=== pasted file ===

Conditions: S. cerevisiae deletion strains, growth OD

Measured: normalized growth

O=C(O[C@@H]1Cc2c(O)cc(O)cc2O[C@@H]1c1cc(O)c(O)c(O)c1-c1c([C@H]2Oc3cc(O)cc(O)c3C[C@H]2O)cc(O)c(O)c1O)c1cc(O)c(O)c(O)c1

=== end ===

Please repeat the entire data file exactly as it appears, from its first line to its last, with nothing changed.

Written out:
Conditions: S. cerevisiae deletion strains, growth OD

Measured: normalized growth

O=C(O[C@@H]1Cc2c(O)cc(O)cc2O[C@@H]1c1cc(O)c(O)c(O)c1-c1c([C@H]2Oc3cc(O)cc(O)c3C[C@H]2O)cc(O)c(O)c1O)c1cc(O)c(O)c(O)c1